The Dark Side of Celebrity
This year we are promoting a special stream within the larger Celebrity conference which asks for proposals and performances to addresses a serious, interdisciplinary and multicultural analysis of the phenomenon of celebrity and death, or the dark sides of stardom.
Richard Dyer, in his Stars as Images, states that “[s]tardom is an image of the way stars live,” (154) but what happens with the value of the celebrated individual when they die? Does it increase or diminish? Does the way of passing away affect how we keep or stop celebrating particular people? How strong is the myth they have become, and who benefits from the death of a celebrity? Does fame guarantee immortality? Is death just a beginning?
These questions are nowadays more valid than before. The world has recently lost quite a few celebrities – Philip Seymour Hoffman, Paul Walker, Cory Monteith, Nelson Mandela, Shirley Temple, Peter O’Toole – and their deaths are analysed in many public and private discourses, not only among the grieving fans. The way celebrities are remembered depends not only on the way they lived and how they affected the world, but also the way they died and at what particular moment in their lives. The passing of Mandela, Temple or O’Toole signifies the end of an era and initiates nostalgic or revisionist discussions on the past. Sudden deaths of the ‘younger’ celebrities, however, are rarely seen in terms of a closure.
Conspiracy theories, for instance, arise. This, of course, is not a new phenomenon in the ‘celebworld’ – think of the deaths of Bruce Lee, President Kennedy, Marilyn Monroe, Elvis, Princess Diana, and Michael Jackson. Investigations concerning their deaths seem to prolong their stardom, give it a new shape, and, despite the disappearance of the celebrated individual, they ‘live,’ for instance, in the films they haven’t finished, as they are often resurrected by CGI or change in the script. They exist in gossip; in personal stories of friends and fans; and in commemorative merchandise, such as biographical accounts, biopics, etc. After death, their lives are once again ‘dissected’ by scholars, and become a springboard for discussions on the darker side of celebrity. Their demise is announced as a warning for other celebrities, although this call is heard more by researchers of celebrity culture, sociologists and psychologists than the stars themselves. The media, after all, find enough room for both criticising the contemporary culture of ‘celebritydom’ and the juicy reports on the dangerous, if not life-threatening, shenanigans of the younger generations of celebrities. Once can ask, then, is playing with death part of celebrityhood? Have lessons on the dangers of celebrity not been learnt?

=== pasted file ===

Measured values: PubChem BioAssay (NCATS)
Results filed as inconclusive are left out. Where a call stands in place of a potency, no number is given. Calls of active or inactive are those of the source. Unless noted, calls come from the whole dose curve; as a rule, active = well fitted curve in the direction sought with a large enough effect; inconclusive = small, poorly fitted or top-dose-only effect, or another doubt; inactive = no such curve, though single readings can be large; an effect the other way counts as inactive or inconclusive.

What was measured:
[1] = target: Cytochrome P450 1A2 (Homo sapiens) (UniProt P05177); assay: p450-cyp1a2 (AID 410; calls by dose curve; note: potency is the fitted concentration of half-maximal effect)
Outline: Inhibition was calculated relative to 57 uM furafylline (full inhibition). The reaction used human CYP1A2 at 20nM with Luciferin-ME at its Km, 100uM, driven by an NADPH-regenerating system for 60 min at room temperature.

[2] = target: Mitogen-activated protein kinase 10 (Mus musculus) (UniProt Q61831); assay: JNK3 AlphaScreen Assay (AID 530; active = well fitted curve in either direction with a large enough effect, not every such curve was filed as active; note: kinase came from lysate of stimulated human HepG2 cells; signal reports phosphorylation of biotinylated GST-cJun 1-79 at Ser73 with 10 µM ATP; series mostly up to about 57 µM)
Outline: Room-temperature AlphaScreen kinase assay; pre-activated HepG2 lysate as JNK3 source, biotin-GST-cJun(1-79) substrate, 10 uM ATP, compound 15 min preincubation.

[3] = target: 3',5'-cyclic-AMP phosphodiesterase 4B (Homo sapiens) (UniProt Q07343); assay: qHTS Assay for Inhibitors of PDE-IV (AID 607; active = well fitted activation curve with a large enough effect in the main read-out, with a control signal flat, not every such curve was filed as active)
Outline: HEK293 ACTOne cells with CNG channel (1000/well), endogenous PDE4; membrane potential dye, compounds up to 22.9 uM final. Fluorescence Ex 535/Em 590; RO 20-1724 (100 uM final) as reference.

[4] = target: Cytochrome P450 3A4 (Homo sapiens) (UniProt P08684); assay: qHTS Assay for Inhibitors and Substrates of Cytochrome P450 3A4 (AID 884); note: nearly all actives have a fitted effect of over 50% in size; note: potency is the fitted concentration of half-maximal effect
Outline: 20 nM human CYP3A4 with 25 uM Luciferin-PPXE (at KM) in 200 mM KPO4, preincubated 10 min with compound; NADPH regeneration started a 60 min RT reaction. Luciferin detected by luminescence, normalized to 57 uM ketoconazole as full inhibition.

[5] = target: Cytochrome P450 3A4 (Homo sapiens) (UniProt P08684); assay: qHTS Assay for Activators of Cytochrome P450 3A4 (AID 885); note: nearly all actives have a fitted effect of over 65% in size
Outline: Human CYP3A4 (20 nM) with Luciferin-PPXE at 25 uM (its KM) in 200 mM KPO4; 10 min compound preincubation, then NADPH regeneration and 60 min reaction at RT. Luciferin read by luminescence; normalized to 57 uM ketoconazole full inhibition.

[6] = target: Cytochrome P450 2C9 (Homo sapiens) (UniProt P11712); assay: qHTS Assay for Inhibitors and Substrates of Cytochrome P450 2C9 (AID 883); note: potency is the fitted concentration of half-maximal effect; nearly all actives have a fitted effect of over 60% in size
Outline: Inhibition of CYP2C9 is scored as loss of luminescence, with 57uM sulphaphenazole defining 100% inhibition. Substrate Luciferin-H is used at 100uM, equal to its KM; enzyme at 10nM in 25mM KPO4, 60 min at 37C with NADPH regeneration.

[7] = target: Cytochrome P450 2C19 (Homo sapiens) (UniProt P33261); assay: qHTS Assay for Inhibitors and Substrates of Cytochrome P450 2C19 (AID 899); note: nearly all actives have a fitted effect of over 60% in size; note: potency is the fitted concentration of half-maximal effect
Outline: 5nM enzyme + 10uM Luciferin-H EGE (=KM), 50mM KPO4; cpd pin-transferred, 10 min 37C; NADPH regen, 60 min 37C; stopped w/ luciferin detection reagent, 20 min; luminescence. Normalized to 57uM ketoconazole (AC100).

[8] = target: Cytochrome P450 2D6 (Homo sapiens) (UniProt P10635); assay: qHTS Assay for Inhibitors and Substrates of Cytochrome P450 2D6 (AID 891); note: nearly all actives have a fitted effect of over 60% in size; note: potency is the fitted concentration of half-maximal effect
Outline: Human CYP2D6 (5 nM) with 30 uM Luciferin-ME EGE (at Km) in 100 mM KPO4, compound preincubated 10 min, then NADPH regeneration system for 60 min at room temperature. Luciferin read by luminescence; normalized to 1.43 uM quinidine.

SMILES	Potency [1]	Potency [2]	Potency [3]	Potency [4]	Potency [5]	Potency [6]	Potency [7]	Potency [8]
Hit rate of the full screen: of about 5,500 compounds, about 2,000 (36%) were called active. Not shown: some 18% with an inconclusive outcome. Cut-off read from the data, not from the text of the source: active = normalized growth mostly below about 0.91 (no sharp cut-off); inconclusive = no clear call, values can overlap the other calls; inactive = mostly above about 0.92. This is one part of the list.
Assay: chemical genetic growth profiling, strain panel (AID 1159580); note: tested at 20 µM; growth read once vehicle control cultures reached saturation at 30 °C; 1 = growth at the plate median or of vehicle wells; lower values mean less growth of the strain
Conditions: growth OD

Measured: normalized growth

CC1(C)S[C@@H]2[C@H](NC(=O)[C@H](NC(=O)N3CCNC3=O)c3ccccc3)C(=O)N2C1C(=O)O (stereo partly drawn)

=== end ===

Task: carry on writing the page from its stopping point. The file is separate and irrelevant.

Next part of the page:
We encourage both an in-depth criticism of the state of contemporary culture as well as a legitimate recognition of celebrities’ and fans’ cultural value in the context of the lives and deaths of stars.
Core themes to be be explored are:
- Definitions of celebrity-hood, stardom, fame, iconicity, charisma, uniqueness/singularity, mass culture/pop-culture, popularity
- ‘Consuming’ celebrities and their deaths in the past, present and predictions for the future
- The response of fan communities, the press and social media to the deaths of their idols
- Notorious celebrity/fame: The anti-heroes and anti-stars
- Ethics of fame
The project will centre around an annual conference, The work of the project is to be supported by an email discussion group, ISSN ejournal, ISBN publication series and and evolving research and resource centre.
Please contact the Project Leaders for further information.